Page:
Wednesday, May 25, 2011

A Project per Unit: Understanding By Design in AP

Some project ideas for AP Statistics that are unit specific.  I'd begin each unit by asking these questions and having kids consider just what data they'll collect and how they'll answer these questions.  Then build all the statistics concepts around them as they come up, not as a series of "concepts".

Unit I: Displaying and Describing Data
1.  Market Research: design a product, determine the market for it, determine how much you should charge for it
  • Create a coffee stand for your school building
  • Pillow-pack: A backpack with a pillow built in to it
2.  Consumer Education: Choose a series of similar products and determine which one is the best for consumers
  • I have a number of kids working on an end of the year project comparing all types of smartphones
  • Mac vs PC?
  • Tablet PC's
3.  What makes a song popular?

Unit II: Displaying and Describing Bivariate Data (probably my weakest ideas)
1.  Have them collect data that makes them think about what a correlation actually shows (not causation, only a relationship between two variables, etc)
  • Caloric Intake vs Weight 
  • Grams of Fat vs Grams of Protein consumed daily
  • Income Level vs Achievement Level in Standardized tests (state tests, SAT's, AP, etc.)
Unit III: Collecting Data
1.  What's the best sample we can get to investigate one of these questions?  I want them to see just how poorly they collected data in Unit I and II
  • What proportion of the school district has internet access?
  • Revise their sampling methods from previous units
Unit IV: Probability
1.  Design a game of chance that is profitable (run them all together on a casino day complete with fake money to see how profitable it is in the short-run)

Unit V: Inference for Proportions
1.  Continue any of the data collections that were done in the beginning of the year, looking for significant differences (consumer education, market research) - introduces significance, might be boring.
2.  Is there equality that exists between schools/institutions?  What do "richer" schools have that "poorer" schools do not?  Why?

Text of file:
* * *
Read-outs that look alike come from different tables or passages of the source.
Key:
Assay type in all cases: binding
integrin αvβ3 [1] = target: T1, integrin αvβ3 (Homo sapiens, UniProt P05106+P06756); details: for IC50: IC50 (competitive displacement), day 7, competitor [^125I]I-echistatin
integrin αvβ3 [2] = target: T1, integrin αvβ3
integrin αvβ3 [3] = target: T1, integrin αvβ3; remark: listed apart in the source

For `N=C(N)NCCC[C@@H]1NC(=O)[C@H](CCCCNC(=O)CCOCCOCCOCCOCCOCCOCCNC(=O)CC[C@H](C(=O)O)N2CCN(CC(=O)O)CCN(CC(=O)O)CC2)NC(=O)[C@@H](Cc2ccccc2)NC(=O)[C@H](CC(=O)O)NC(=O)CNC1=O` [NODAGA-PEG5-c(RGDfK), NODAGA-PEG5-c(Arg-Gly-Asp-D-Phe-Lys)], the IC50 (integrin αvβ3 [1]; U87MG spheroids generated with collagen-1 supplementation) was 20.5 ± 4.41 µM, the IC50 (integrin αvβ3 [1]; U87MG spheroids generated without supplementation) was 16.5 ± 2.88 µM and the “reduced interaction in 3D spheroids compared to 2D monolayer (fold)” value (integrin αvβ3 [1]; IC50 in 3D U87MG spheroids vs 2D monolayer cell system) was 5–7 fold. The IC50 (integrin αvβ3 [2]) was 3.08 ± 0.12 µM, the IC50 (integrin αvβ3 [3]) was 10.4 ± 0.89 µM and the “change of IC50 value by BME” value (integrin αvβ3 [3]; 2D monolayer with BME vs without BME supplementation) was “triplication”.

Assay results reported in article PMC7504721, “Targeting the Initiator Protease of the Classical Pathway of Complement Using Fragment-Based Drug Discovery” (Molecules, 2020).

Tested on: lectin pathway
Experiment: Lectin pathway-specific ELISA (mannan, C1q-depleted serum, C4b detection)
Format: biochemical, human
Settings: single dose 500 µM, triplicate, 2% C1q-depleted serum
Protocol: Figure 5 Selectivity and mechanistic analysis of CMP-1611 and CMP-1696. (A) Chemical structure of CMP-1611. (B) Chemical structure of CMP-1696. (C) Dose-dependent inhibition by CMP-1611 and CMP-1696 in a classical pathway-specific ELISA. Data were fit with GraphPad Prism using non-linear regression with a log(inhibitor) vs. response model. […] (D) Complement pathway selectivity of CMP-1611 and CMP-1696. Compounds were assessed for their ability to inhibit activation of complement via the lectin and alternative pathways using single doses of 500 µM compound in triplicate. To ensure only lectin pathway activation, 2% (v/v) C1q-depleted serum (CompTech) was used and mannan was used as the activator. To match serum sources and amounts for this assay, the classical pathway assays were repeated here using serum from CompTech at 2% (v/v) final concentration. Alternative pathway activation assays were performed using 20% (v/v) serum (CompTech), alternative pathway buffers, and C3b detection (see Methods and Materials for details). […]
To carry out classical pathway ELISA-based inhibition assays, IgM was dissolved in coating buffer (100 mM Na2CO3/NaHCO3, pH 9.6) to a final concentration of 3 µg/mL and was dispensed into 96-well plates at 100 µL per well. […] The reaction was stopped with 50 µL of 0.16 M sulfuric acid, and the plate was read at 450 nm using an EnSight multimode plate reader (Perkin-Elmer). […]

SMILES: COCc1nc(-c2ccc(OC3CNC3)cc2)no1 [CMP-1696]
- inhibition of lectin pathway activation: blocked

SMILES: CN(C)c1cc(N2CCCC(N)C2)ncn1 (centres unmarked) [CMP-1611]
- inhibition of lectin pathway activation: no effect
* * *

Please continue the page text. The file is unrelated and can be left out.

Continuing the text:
3.  Tell a joke and determine whether or not it is funny.  Possibly look at a comedian's standup routine to determine if they are funny
4.  Type I and Type II Error: Explore wrongful convictions.  Have them explore some court cases that are under contention (OJ Simpson, Mumia, etc) and some court cases that are open and shut (Bernie Madoff).

Unit VI: Inference for Means
1.  Is there an advantage to eating a raw vegan diet vs the traditional "Western" diet? Inspired by recent events as we have recently started a Raw Vegan diet (and have never felt better)
2.  Is there equality between schools/institutions?

Unit VII: Inference when Variables are Related (T-tests for Slope and Chi-Squared Tests)
1.  Should you choose one letter over another when taking a multiple choice test? (sorry for so many testing heavy examples)
2.  Do a t-test for slope on any of the bi-variate data collected in Unit II

Most of the inferential statistics can be applied to enhance the projects and work done in the beginning of the year.  See my post on Inferential Statistics Data Collection for others, and of course feel free to lend me your ideas.

3 comments:

Frank Noschese said...

I love it! I'm think hard about designing projects in physics, but I'm debating the frequency -- every unit or every quarter?

Christiansen said...

I think I'd want to assign all the projects (every unit) at the beginning of the year. Let them investigate as they see fit throughout the year, use what they learn as they go along.

AroniStat said...

Collecting and analyzing field data may help students to get the basics in practical ways and the application of the concepts learned in classes. Statistics students, especially in non-statistics/math majors, we interacted with found statistics manuals included in syllabi to be very helpful. However, to better help students, books and manuals usually need computer application companions (and of course professionals in offices, homes, schools or on the go).
For example, AroniStat is a Statistics application that may be used as an education tool to complement statistics manuals and teachers'presentations. Developed for Mac users, it may be found in Apple App Store, Education section. For more information visit: http://aroni.us/aroni/why-aronistat/